"... A few miles below Cape Horn it becomes apparent that we are about to issue from the mountain pass. The heights have fallen away. Deep valleys appear and many habitations attest the cultivable character of the rgion. BUt as if to show that she has not exhausted her resources, wonder-working Nature has set one more masterpiece in the long line, and this is Rooster Rock, with a mighty rampart of rock adjoing and closing the southern horizon. Together they mark the wester limit of the mountains. That rampart, which was once well named Cape Eternity, though the name does not seem to have been preserved, is a sheer massive precipice of a thousand feet. Though not nearly so high as some of the cliffs above, it is not surpassed by any for the appearance of solid and massive power. Rooster Rock is distinguished by a singular and exquisite beauty, rather than magnitude or grandeur. It is only three hundred and fifty feet high, but in form and colour and alternation of rock and trees it is one of the most beautiful objects on the River. ..."


Image, 2004, Columbia River Gorge and Crown Point, click to enlarge
Click image to enlarge
Columbia River Gorge and Crown Point. View from The Portland Womans Forum Scenic View (formerly Chanticleer Point). Image taken October 11, 2004.
Image, 2004, Crown Point, Oregon, from Bridal Veil, Oregon, click to enlarge
Click image to enlarge
Crown Point as seen from Bridal Veil. Image taken October 11, 2004.


Campsite of November 2, 1805 ...
Lewis and Clark's campsite of November 2, 1805 was near Rooster Rock and below Crown Point.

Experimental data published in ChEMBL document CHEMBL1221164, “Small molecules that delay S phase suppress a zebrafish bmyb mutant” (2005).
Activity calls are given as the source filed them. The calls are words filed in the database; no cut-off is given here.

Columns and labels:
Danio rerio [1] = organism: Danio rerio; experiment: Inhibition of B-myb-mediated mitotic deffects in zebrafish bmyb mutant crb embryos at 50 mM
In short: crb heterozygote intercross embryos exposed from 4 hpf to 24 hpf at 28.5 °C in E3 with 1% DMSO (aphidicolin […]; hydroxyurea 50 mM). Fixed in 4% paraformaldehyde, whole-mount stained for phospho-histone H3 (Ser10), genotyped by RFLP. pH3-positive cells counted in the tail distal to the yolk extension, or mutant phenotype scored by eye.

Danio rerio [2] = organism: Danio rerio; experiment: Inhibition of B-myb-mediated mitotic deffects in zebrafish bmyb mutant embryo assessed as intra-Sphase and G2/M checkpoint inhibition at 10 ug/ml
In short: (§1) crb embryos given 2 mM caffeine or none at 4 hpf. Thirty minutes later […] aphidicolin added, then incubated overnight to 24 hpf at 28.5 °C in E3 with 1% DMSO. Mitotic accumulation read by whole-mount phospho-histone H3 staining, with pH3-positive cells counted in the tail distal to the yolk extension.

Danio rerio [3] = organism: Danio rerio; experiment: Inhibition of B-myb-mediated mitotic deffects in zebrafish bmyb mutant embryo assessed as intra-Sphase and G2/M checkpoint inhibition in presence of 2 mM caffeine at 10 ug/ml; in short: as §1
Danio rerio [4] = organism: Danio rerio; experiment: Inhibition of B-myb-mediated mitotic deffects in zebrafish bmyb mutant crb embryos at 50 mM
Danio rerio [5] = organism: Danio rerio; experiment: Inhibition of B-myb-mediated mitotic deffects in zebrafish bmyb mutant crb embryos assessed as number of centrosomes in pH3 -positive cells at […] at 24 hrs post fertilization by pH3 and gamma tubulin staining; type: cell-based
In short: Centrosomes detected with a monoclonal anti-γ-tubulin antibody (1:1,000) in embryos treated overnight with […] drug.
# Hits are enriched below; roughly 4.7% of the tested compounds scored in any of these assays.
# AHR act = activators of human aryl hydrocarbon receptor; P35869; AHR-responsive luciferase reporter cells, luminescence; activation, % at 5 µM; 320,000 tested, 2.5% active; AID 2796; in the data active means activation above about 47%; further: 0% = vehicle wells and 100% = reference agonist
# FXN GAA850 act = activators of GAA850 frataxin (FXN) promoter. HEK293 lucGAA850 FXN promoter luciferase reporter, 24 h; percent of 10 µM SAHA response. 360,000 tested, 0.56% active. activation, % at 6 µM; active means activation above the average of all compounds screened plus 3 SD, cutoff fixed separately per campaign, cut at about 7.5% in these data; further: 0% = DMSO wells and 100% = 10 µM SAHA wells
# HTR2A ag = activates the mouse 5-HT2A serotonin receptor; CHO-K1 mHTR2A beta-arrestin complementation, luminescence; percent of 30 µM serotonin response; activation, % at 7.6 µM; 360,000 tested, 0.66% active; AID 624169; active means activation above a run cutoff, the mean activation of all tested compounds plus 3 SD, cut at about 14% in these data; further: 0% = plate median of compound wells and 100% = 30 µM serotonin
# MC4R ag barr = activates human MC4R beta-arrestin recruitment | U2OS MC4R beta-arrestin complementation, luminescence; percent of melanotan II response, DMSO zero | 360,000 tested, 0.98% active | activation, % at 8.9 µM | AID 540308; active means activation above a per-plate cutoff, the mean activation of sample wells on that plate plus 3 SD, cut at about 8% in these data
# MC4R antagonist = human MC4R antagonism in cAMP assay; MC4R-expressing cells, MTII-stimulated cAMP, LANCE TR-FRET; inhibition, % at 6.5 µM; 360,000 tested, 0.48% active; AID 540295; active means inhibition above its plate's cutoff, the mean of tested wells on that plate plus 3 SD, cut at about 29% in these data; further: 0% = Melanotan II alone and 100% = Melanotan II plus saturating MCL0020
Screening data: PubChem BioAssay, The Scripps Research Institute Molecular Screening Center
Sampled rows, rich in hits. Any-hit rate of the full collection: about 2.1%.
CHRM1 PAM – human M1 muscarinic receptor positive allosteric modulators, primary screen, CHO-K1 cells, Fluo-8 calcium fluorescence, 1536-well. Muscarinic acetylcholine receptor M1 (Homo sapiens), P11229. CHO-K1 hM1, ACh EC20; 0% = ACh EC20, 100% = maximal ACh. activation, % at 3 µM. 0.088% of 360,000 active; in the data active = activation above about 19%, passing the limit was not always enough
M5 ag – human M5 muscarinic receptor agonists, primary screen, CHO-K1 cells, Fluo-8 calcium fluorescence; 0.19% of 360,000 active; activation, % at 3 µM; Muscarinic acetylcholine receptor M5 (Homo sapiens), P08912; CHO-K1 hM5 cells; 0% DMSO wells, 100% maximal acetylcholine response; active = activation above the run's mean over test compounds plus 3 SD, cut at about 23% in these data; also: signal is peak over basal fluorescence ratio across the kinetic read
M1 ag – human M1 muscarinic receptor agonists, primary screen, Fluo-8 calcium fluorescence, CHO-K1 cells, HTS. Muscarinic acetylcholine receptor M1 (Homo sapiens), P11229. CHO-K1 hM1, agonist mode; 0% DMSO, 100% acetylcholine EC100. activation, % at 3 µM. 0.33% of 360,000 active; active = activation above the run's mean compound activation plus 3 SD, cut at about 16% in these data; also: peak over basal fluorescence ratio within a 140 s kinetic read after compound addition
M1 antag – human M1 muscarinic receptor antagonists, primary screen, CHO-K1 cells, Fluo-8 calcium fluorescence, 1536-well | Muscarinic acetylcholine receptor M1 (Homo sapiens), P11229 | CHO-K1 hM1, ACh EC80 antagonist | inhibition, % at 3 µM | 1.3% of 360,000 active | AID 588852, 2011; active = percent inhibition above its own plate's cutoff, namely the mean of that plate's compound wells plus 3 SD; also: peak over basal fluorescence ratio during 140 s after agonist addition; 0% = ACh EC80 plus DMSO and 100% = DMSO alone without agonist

[More]

Image, 2003, Rooster Rock State Park and Crown Point, click to enlarge
Click image to enlarge
Rooster Rock, Rooster Rock State Park, and Crown Point. Rooster Rock and Rooster Rock State Park are at the base of Crown Point. Image taken June 25, 2003.
Image, 2004, Crown Point from Rooster Rock State Park, Oregon, click to enlarge
Click image to enlarge
Columbia River Gorge, Crown Point, Oregon. Crown Point as seen from Rooster Rock State Park, Oregon. Image taken March 20, 2004.


Crown Point from Washington State Highway 14 ...
Pullouts along Washington State Highway 14, west of the Cape Horn Viewpoint, provide spectacular views of Vista House and Crown Point.

Image, 2005, Crown Point, Oregon, from Steigarwald Lake, click to enlarge
Click image to enlarge
Crown Point, Oregon, as seen from Steigerwald Lake, Washington. View from Washington State Highway 14. Image taken, June 29, 2005.
Image, 2005, Vista House from Washington State Highway 14, click to enlarge
Click image to enlarge
Vista House, Crown Point, Oregon, as seen from Washington State Highway 14. Image taken, June 19, 2005.


Crown Point Places, etc.

  • Crown Point Chalet ...
  • Gardiner's Cafe ...
  • Vista House ...
  • Waterfall at Crown Point ...
  • More Views of Crown Point ...

Crown Point Chalet ...
On the south side of Crown Point, on a bluff overlooking Vista House and the point, was once located the "Crown Point Chalet", a famous roadhouse along the Historic Columbia River Highway. The Crown Point Chalet was built in 1915 by Mrs. Margaret Henderson, who was also a part of the history of Chanticleer Inn and the short-lived Latourell Falls Chalet.